Under a previous grant that we (including David Washburn) adapted the training methods that Rumbaugh and Washburn (1995) had developed to train monkeys for NASA to use with young children (Rueda et al., 2005, 2007). We found these methods to be successful in improving the efficiency of the underlying executive attention network and the training generalized far beyond the specific domain of training to improve the childrens'IQ. These findings have since been replicated and extended in studies with normal children (Rueda et al., in process) and have been applied in clinical studies of ADHD (Tamm et al., in press) and Autism (Ozonoff et al., in process). Findings from other groups have also shown the effectiveness of classroom interventions in training attention (Diamond et al., 2007;Fanning et al., 2007). Although classroom methods are important for practical applications of attention training, our method has the advantage of demonstrating rapid improvement in key skills, which are specified in detail by the computer programs. Checa et al. (2008) have also shown that the efficiency of executive attention predicts important aspects of school performance in middle school children. An important aspect of current research is the identification of an attentional network related to the ability of children and adults to regulate their thoughts and feelings (Posner &Rothbart, 2007). Self regulation is a central concept in developmental psychology. Understanding its neural basis provides an important research question and is critical to understanding whether training in attention can be an effective method for improving school performance in some or all preschool children. Our current longitudinal study began when the children were 7 months old and they were completed at about age 3.5 years in the summer of 2008. We will have observed these children's development of attention over a 3 year period, and they are now of an appropriate age for attention training. Results from our longitudinal study showed how individual differences in temperament and genes were related to the development of the executive attention network and behavior. This group provides a unique opportunity to examine how trained children will differ in attentional development and performance in the early school years from children in a control condition. The literature provides encouragement for the likely success of this enterprise (Blair &Raza, 2007). We recognize that other groups have and will pursue aspects of this proposal (Blair &Raza, 2007;Diamond et al., 2007), but our research has two advantages. One, our training methods are well specified and can also be used with animal models, and two, we have identified the neural basis for improvement, including some of the genes likely to be involved. It appears to be a unique opportunity to determine how attention and its training influence critical aspects of schooling.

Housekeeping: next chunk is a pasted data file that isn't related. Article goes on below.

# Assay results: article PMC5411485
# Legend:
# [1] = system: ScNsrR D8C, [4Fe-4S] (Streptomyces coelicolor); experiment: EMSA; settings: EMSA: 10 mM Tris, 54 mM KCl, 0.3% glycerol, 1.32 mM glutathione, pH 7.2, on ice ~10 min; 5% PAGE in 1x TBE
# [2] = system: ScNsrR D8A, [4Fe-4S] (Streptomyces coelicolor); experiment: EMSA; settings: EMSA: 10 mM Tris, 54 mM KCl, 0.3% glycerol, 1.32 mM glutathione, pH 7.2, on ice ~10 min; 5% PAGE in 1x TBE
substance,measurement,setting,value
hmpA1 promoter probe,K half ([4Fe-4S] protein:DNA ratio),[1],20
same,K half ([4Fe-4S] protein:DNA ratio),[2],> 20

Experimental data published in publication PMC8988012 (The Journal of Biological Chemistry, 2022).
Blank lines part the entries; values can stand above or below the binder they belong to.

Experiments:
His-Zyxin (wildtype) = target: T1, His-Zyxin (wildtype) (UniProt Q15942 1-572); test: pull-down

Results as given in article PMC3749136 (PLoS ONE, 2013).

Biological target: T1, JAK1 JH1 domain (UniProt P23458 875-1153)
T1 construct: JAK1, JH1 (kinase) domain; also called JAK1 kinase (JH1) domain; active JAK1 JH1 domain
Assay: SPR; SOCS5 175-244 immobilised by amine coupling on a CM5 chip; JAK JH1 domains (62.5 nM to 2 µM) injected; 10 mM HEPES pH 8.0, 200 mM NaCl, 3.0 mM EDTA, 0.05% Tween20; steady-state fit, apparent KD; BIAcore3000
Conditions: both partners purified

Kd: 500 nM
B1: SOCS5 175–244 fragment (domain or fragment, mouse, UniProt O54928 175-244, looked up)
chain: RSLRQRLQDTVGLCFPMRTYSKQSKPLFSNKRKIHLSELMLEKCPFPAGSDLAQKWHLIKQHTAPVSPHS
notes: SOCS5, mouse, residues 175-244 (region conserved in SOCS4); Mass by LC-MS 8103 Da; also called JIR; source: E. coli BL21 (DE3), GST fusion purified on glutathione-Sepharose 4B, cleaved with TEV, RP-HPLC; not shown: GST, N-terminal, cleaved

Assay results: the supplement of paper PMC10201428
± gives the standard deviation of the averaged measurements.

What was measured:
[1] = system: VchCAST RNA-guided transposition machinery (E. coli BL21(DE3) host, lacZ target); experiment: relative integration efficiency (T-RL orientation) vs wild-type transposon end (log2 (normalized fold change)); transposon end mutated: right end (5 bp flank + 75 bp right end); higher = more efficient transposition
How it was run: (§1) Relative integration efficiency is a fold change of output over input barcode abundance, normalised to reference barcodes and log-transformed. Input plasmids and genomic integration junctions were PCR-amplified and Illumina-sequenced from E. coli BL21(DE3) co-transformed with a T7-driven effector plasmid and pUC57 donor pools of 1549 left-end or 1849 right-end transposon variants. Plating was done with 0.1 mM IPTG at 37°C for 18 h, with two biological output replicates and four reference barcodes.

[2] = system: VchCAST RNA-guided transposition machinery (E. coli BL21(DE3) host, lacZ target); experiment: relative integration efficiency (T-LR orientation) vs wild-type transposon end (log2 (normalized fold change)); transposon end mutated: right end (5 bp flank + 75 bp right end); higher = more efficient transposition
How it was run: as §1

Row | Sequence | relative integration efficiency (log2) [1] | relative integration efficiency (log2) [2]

National Institute of Health (NIH)
Eunice Kennedy Shriver National Institute of Child Health & Human Development (NICHD)
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Georgia State University
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